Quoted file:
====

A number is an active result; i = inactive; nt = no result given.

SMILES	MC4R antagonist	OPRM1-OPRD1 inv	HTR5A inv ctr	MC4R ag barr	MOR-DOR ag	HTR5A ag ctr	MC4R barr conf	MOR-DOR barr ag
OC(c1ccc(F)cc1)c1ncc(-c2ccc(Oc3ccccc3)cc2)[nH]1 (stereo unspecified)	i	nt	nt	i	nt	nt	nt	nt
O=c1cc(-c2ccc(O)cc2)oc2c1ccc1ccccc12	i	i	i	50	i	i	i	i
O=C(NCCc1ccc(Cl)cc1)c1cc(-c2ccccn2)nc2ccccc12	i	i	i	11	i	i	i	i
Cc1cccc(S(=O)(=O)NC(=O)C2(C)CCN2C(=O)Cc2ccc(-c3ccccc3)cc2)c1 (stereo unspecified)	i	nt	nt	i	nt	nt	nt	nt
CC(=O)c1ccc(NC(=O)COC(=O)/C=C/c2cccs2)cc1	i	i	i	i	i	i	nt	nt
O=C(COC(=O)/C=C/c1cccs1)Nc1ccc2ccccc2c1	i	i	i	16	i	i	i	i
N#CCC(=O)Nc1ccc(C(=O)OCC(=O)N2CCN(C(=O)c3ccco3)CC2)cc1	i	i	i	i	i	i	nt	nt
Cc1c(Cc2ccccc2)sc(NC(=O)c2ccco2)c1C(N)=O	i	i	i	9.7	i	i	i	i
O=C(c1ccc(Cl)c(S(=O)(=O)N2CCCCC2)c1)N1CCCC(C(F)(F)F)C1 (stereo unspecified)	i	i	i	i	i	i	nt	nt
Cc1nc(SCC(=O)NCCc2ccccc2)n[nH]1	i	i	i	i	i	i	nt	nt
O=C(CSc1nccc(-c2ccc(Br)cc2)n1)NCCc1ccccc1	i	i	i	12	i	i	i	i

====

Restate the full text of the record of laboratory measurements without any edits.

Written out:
A number is an active result; i = inactive; nt = no result given.

SMILES	MC4R antagonist	OPRM1-OPRD1 inv	HTR5A inv ctr	MC4R ag barr	MOR-DOR ag	HTR5A ag ctr	MC4R barr conf	MOR-DOR barr ag
OC(c1ccc(F)cc1)c1ncc(-c2ccc(Oc3ccccc3)cc2)[nH]1 (stereo unspecified)	i	nt	nt	i	nt	nt	nt	nt
O=c1cc(-c2ccc(O)cc2)oc2c1ccc1ccccc12	i	i	i	50	i	i	i	i
O=C(NCCc1ccc(Cl)cc1)c1cc(-c2ccccn2)nc2ccccc12	i	i	i	11	i	i	i	i
Cc1cccc(S(=O)(=O)NC(=O)C2(C)CCN2C(=O)Cc2ccc(-c3ccccc3)cc2)c1 (stereo unspecified)	i	nt	nt	i	nt	nt	nt	nt
CC(=O)c1ccc(NC(=O)COC(=O)/C=C/c2cccs2)cc1	i	i	i	i	i	i	nt	nt
O=C(COC(=O)/C=C/c1cccs1)Nc1ccc2ccccc2c1	i	i	i	16	i	i	i	i
N#CCC(=O)Nc1ccc(C(=O)OCC(=O)N2CCN(C(=O)c3ccco3)CC2)cc1	i	i	i	i	i	i	nt	nt
Cc1c(Cc2ccccc2)sc(NC(=O)c2ccco2)c1C(N)=O	i	i	i	9.7	i	i	i	i
O=C(c1ccc(Cl)c(S(=O)(=O)N2CCCCC2)c1)N1CCCC(C(F)(F)F)C1 (stereo unspecified)	i	i	i	i	i	i	nt	nt
Cc1nc(SCC(=O)NCCc2ccccc2)n[nH]1	i	i	i	i	i	i	nt	nt
O=C(CSc1nccc(-c2ccc(Br)cc2)n1)NCCc1ccccc1	i	i	i	12	i	i	i	i